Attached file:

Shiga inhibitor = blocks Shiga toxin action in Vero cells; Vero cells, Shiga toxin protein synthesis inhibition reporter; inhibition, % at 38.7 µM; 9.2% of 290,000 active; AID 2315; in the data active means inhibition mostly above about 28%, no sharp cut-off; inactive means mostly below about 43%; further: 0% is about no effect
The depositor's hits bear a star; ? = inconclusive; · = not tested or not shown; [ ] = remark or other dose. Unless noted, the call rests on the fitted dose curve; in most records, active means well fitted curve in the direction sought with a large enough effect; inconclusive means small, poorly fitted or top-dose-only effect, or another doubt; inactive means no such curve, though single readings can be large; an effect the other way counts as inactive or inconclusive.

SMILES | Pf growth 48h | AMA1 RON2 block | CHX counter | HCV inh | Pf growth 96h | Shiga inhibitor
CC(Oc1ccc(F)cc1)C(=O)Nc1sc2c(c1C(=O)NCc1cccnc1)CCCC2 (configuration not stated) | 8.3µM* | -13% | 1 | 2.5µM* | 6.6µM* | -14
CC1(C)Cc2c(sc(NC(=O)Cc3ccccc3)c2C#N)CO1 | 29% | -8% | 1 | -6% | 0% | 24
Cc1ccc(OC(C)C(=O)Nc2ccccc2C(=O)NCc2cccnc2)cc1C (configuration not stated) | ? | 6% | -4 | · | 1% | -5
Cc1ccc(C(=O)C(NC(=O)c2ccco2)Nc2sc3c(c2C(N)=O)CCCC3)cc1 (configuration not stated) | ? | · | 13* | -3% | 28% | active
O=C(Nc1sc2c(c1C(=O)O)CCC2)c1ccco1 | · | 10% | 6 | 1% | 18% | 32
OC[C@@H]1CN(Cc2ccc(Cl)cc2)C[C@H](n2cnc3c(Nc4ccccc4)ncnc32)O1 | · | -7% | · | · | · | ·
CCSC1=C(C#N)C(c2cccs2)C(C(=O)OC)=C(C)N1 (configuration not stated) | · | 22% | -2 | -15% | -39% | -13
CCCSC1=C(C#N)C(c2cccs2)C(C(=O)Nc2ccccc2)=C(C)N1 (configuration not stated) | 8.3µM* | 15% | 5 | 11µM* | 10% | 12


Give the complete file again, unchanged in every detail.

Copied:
Shiga inhibitor = blocks Shiga toxin action in Vero cells; Vero cells, Shiga toxin protein synthesis inhibition reporter; inhibition, % at 38.7 µM; 9.2% of 290,000 active; AID 2315; in the data active means inhibition mostly above about 28%, no sharp cut-off; inactive means mostly below about 43%; further: 0% is about no effect
The depositor's hits bear a star; ? = inconclusive; · = not tested or not shown; [ ] = remark or other dose. Unless noted, the call rests on the fitted dose curve; in most records, active means well fitted curve in the direction sought with a large enough effect; inconclusive means small, poorly fitted or top-dose-only effect, or another doubt; inactive means no such curve, though single readings can be large; an effect the other way counts as inactive or inconclusive.

SMILES | Pf growth 48h | AMA1 RON2 block | CHX counter | HCV inh | Pf growth 96h | Shiga inhibitor
CC(Oc1ccc(F)cc1)C(=O)Nc1sc2c(c1C(=O)NCc1cccnc1)CCCC2 (configuration not stated) | 8.3µM* | -13% | 1 | 2.5µM* | 6.6µM* | -14
CC1(C)Cc2c(sc(NC(=O)Cc3ccccc3)c2C#N)CO1 | 29% | -8% | 1 | -6% | 0% | 24
Cc1ccc(OC(C)C(=O)Nc2ccccc2C(=O)NCc2cccnc2)cc1C (configuration not stated) | ? | 6% | -4 | · | 1% | -5
Cc1ccc(C(=O)C(NC(=O)c2ccco2)Nc2sc3c(c2C(N)=O)CCCC3)cc1 (configuration not stated) | ? | · | 13* | -3% | 28% | active
O=C(Nc1sc2c(c1C(=O)O)CCC2)c1ccco1 | · | 10% | 6 | 1% | 18% | 32
OC[C@@H]1CN(Cc2ccc(Cl)cc2)C[C@H](n2cnc3c(Nc4ccccc4)ncnc32)O1 | · | -7% | · | · | · | ·
CCSC1=C(C#N)C(c2cccs2)C(C(=O)OC)=C(C)N1 (configuration not stated) | · | 22% | -2 | -15% | -39% | -13
CCCSC1=C(C#N)C(c2cccs2)C(C(=O)Nc2ccccc2)=C(C)N1 (configuration not stated) | 8.3µM* | 15% | 5 | 11µM* | 10% | 12